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BOSTON — U.S. Sen. Harry F. Byrd bit the dust on Wednesday — workers carted away his bronze state Capitol Square statue — and so it goes.
What of this momentous event? Byrd’s political machine ruled Virginia for decades in the last century.
Well, for one, it was less than fully momentous. Long ago — and really not much longer after the hulking, unflattering thing went up in 1976 — Byrd’s statue became an object of indifference.
There were no candlelight tributes at the Byrd statue. No flowers were strewn. No burnt offerings were made to his memory.
Because, in the end, nobody really gave a hoot about the statue. You simply walked past it.
The principal rational for taking down statues these days is that it can be done. That’s basically it. A light went off in some energetic heads and the words formed, “Oh, we can do this.”
So they did.
Forgive a digression, but there was a wonderful Twilight Zone episode where a couple of space travelers land on a far-flung planet and one of them discovers an entire civilization of tiny, little people.
Well, since he’s big, he figures he’s in charge, establishes himself as a newly arrived deity and orders the little people to build a statue to him. Which they do.
Only then (cue the irony) a couple of other space fellows appear, who are much, much bigger than the god-guy and inadvertently squish him. Oops.
Whereupon the tiny, tiny little people yank down his statue. Good riddance.
They go up and they go down and, in Virginia, we may have to start installing these bronze icons with zippers to accommodate shifting public opinion. There’s a lot of good riddance going on.
If there were strong feelings about Byrd, they existed mostly in his lifetime, when he was actively engaged in the leadership of Virginia and working on the things that inspired him.
Such as making sure that as few Virginians voted as possible.
Or making sure state government — or the federal government, too, for that matter — remained as restrained and unresponsive as possible.
Or ensuring that Virginia’s caste system remained intact as possible, especially when it came to public education or who rode where on the bus.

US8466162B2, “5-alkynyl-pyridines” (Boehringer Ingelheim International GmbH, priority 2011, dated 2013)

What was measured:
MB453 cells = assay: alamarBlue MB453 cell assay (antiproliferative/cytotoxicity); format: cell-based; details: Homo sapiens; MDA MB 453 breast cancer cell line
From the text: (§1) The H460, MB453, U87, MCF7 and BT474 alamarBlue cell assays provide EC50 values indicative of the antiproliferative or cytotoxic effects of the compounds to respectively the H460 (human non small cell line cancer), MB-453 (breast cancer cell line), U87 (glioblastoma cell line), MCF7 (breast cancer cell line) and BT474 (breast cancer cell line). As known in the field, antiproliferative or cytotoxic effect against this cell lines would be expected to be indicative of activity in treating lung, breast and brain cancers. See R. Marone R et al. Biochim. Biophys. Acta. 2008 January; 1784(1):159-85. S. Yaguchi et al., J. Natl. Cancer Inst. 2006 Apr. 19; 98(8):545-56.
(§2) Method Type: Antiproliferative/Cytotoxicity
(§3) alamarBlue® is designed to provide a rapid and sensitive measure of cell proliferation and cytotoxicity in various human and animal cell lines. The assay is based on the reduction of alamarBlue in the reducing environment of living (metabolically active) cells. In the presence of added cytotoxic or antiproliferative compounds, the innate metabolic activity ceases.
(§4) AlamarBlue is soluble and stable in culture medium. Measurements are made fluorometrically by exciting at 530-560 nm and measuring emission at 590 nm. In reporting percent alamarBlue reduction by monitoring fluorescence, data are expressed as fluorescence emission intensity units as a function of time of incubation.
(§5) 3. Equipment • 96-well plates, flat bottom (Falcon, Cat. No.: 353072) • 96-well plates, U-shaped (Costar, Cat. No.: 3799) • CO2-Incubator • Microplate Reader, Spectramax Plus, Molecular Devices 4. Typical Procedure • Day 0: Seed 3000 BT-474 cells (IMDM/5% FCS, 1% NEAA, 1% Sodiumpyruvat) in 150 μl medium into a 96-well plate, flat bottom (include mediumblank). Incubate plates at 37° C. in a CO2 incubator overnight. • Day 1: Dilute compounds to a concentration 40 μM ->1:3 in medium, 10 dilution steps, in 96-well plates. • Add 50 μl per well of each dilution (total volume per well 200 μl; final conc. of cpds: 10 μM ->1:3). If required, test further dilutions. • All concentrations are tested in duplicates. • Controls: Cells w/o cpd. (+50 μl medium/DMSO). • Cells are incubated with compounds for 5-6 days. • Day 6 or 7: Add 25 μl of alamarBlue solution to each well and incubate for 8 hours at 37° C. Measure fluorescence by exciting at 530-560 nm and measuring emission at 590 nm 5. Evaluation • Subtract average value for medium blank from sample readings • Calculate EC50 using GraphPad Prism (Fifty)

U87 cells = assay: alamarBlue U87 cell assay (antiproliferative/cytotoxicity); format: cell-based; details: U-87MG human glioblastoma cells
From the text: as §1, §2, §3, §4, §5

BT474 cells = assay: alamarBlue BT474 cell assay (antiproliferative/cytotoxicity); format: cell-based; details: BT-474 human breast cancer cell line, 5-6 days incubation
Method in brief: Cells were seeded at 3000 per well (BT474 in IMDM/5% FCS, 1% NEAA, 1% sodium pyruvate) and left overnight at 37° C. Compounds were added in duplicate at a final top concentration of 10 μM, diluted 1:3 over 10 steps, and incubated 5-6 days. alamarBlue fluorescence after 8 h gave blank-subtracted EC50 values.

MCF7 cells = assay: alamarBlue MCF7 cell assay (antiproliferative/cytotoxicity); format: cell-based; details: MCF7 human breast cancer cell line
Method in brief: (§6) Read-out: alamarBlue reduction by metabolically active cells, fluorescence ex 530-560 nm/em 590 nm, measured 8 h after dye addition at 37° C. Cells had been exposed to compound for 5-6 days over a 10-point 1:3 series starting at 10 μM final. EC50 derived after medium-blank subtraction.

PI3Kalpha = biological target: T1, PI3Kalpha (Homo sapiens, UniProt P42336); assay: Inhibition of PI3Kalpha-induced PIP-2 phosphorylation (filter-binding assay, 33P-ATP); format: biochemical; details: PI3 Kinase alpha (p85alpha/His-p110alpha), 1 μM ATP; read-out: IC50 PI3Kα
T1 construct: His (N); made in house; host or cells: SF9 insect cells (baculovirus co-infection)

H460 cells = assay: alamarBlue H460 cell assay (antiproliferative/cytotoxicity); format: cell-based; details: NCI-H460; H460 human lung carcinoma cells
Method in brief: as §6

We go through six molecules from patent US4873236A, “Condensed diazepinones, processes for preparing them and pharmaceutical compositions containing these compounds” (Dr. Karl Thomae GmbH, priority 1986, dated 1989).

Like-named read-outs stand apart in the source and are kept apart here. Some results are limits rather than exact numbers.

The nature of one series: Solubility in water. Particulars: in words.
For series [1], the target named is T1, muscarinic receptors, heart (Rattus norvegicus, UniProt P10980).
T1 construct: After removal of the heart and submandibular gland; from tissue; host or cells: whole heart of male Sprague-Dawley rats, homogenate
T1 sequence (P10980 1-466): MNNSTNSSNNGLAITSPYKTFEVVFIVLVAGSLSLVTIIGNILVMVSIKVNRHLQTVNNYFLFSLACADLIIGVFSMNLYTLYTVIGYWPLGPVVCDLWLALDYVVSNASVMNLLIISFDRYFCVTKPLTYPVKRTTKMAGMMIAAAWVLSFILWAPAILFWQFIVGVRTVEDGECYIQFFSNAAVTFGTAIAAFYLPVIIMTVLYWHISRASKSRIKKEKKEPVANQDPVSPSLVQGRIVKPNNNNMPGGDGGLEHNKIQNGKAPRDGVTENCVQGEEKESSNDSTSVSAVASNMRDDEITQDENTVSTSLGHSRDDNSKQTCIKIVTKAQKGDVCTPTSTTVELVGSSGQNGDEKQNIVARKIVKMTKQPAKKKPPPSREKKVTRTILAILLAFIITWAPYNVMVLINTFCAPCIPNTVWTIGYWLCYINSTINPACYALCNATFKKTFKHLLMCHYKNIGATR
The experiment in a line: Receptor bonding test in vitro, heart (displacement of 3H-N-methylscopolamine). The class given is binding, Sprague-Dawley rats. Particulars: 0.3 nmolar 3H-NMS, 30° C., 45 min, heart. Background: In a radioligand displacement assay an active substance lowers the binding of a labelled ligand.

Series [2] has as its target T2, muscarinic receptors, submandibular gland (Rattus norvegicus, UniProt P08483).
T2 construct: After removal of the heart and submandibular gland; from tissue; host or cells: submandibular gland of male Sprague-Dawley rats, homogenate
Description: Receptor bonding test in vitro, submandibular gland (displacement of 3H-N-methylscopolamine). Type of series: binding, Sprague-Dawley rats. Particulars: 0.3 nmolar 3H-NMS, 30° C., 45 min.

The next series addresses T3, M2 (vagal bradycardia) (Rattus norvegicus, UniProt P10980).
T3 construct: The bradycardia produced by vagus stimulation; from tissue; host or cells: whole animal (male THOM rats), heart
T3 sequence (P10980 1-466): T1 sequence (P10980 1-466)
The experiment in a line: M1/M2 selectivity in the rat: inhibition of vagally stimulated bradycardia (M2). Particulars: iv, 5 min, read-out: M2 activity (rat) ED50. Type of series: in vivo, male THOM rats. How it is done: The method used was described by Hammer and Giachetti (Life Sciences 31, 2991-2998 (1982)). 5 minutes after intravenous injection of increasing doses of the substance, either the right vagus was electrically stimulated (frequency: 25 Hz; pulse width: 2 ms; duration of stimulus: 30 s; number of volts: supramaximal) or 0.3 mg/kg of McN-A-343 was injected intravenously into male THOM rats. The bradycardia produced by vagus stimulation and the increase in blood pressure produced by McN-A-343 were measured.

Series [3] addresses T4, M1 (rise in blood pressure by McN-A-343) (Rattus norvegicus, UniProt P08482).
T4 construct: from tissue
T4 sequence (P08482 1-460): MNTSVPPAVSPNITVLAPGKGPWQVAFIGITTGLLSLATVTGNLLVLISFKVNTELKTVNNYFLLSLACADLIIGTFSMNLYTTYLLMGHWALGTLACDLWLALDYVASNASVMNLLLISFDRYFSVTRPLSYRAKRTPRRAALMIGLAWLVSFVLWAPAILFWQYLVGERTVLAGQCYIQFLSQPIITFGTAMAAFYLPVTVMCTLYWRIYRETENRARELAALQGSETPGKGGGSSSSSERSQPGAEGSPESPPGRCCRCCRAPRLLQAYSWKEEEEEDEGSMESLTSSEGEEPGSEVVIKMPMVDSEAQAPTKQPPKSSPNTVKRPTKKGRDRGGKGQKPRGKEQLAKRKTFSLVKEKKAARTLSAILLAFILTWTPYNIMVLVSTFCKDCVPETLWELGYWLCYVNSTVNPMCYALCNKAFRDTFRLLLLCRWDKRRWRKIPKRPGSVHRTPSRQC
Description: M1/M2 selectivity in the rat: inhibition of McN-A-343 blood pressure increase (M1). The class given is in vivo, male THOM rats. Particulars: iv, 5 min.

So, we read in last week’s news accounts that Sen. Byrd led Virginia’s “Massive Resistance” to public school integration — an act of villainy, we are reminded, and who would argue with that?
What we don’t quite get is what his political career — meaning Byrd’s durability and success — says about democracy.
If you cross the street from this fabled old hotel — Boston’s Parker House — you walk into the tree-covered courtyard of Old City Hall and find etched references to James Michael Curley, a legendary political figure in the commonwealth of Massachusetts.
Head down the street toward the North End and you encounter a statue of Curley and people gathering to have their picture taken with him. His political career took him to the governor’s office, the mayor’s office, the U.S. House of Representatives and jail.
Curley was notorious and, in the opinion of his opponents, thoroughly corrupt.
Curley was also an authentic product of American democracy.
As was Virginia’s Harry Flood Byrd.
The condemnation part is easy; understanding how these people came to be and flourished politically — which takes knowing the context of their times — is the more difficult challenge.
Maybe Beantown is on to something.
A block from here, in the Boston Atheneum — one of the country’s oldest and most venerated independent libraries — there must be at least a half dozen representations of George Washington and a perfectly splendid bust of John Marshall, the first chief justice of the U.S. Supreme Court.
Those two Virginians had some imperfections, too, and lately we’ve been hearing about that.
And what will that lead to? Hard to rule out much these days. There’s a relentless drumbeat to cut things loose.
You just wish this business would yield to a more thoughtful, less cartoonish public discussion of our history — you know, where we dive deeper on these topics and engage the details.
There were, after all, people who gave their political careers over — at great personal cost — to fighting the Byrd Machine. They came with the names of Plunkett and Hutchinson and Dalton and Miller.
Did you hear any of those names mentioned last week? Nope, not a one. It’s easier to do the statues.
After writing editorials for the Daily Press and The Virginian-Pilot in the 1980s, Gordon C. Morse wrote speeches for Gov. Gerald L. Baliles, then spent nearly three decades working on behalf of corporate and philanthropic organizations, including PepsiCo, CSX, Tribune Co., the Colonial Williamsburg Foundation and Dominion Energy. His email address is email@example.com.